building blocks

Introducing the Sentence

Have you ever played with Legos® — those tiny plastic blocks you can snap together to build buildings, trucks, and rocket ships? Did you know that there are Lego® artists who use nothing but Legos® to create enormous replicas of famous structures like the Empire State Building and the Statue of Liberty? Maybe you’ve made a Lego® castle or robot, but I bet you haven’t made a fifteen-foot tall copy of a national landmark! It’s hard to imagine how much time, talent, and hard work must go into something like that. Where would you start?

Lego® artists certainly do lots of detailed planning, but when you get down to it, they build a Statue of Liberty the same way you and I build a house or a bus — one block at a time.

That’s the way we write too. Have you ever looked at a three or four-hundred page book and wondered how on earth anybody could write something that long? The answer is the same — one building block at a time.

Sentences are the building blocks of writing. They are the little pieces that connect to one another to form the report, the story, or the book you are writing.

What is a sentence?

Here’s a definition for you to remember:

A sentence is a group of words that expresses a complete thought.

There are five characteristics of all complete sentences:

  1. A sentence always begins with a capital letter.
  2. A sentence always ends with a period (.), a question mark (?), or an exclamation point (!). We call these end marks.
  3. A sentence always contains a subject.
  4. A sentence always contains a predicate.
  5. A sentence always expresses a complete thought.

Starting with a Capital and Ending with Punctuation

Try reading this passage aloud:

 I like to play football in 1988 I was named captain of my high school team in my town that was a big deal people would yell good luck and who you going to whip this week and other encouraging remarks as I walked down Main Street until the day we lost to our cross-town rivals the Eagles people were pretty quiet after that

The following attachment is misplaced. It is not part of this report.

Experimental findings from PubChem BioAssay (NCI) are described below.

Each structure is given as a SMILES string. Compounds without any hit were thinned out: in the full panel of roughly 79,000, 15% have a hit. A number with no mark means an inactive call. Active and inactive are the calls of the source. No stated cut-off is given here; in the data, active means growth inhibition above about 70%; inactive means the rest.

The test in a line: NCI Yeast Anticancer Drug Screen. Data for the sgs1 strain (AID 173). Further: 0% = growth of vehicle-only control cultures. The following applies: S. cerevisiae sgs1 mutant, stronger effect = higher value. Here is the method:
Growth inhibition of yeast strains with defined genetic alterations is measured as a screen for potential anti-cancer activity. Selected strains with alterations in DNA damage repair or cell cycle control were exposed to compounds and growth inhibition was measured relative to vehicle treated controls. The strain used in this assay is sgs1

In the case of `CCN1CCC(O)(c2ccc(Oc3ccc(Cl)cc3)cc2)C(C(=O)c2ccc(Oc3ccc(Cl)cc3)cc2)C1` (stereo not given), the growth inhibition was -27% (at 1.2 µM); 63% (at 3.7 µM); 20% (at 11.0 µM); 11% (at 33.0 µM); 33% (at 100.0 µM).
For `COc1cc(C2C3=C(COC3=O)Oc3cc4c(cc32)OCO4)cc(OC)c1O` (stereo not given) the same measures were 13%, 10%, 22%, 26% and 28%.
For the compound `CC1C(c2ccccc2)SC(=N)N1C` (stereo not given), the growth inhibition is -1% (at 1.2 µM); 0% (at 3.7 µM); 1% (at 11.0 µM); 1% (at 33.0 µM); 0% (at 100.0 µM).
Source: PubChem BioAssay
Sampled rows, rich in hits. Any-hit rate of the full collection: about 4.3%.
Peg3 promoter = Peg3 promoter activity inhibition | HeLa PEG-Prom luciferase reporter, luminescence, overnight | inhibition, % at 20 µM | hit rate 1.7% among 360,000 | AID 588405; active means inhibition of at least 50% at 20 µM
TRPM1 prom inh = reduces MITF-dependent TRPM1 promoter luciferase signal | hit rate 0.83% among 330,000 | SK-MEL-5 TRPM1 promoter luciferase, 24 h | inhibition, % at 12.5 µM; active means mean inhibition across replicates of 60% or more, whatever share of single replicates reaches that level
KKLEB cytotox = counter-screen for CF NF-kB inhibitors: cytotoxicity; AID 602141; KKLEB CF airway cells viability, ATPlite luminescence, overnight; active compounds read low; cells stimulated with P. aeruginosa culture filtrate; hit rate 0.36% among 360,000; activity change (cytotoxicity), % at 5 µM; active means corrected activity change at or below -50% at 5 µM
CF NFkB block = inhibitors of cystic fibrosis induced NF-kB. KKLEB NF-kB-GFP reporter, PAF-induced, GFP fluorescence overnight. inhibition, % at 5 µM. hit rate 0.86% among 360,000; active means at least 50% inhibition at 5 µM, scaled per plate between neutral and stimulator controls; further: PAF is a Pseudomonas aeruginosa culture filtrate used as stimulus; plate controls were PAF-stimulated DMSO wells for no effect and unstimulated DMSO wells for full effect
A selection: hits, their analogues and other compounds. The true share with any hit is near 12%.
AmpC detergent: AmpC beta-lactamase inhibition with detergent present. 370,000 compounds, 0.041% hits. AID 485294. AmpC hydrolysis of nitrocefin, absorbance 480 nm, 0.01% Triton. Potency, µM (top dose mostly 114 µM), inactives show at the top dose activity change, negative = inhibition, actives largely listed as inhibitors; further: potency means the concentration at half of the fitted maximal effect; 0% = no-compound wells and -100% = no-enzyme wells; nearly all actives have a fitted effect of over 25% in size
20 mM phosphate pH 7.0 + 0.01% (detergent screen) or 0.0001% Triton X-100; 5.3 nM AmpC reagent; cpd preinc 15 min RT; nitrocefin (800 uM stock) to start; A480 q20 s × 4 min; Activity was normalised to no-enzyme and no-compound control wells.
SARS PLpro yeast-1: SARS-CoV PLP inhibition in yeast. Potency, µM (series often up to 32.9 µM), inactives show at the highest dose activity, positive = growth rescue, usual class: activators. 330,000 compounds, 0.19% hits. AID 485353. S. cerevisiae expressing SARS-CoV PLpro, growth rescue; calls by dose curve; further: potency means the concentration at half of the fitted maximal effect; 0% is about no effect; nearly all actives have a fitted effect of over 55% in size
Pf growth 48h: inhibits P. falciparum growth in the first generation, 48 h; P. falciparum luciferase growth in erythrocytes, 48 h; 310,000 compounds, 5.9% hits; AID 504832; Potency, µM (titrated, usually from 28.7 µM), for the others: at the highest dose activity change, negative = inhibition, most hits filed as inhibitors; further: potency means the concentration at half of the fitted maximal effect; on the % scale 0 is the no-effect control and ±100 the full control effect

Was it difficult to understand? With a little work, you could probably make out the story, but you can see how confusing things get when you don’t start sentences with capitals and end them with proper punctuation.

Starting your sentences with a capital letter tells your reader that a new idea is about to begin. Before you submit any assignments to WriteAtHome, look over your paper and be sure that all your sentences begin with capitals.

End punctuation is important for a related reason — it tells your reader that a complete idea has just ended.  Become familiar with the three types of end marks:

  • Most of the time, you will end your sentences with a period (.). A period goes at the end of sentences that state facts and express ideas.
  • Sometimes sentences ask a question — a request for information or an opinion. The question mark (?) lets your reader know that a question is being asked.
  • An exclamation point (!) is used with a sentence that expresses strong emotion. A cry or a shout would be indicated by an exclamation point. Be careful with these. Young writers tend to over-use exclamation points. Only use them when they are really necessary. They should be rare.

Subjects and Predicates

Every sentence has a subject and a predicate. The subject is what the sentence is about, and the predicate is what is being said about the subject.

The hammer was covered with rust.

This sentence is about the hammer; so, hammer is the simple subject of the sentence.

What’s being said about the hammer? It was covered with rust. That means was covered with rust is the predicate of the sentence.

Every subject must include at least one noun or pronoun — words that name things or replace names. The predicate always includes a verb — a word that shows action or state of being.

A Complete Thought

It’s possible for a group of words to start with a capital letter, end with a period, have a subject and a predicate, and yet still not be a complete sentence. Here are two examples:

  • When the taxi arrives.
  • Because Edith makes good pot roast.

These are not sentences because they do not express complete thoughts. Something seems to be missing. When the taxi arrives…what? Because Edith makes good pot roast…what? To make these word groups sentences, you need to finish the thought:

  • When the taxi arrives, tell Aunt Agnes.
  • Because Edith makes good pot roast, I eat there every Tuesday.

Every sentence you write should start with a capital letter, end with proper punctuation, contain a subject and a predicate, and express a complete thought. Do all of your sentences pass this five-elements test?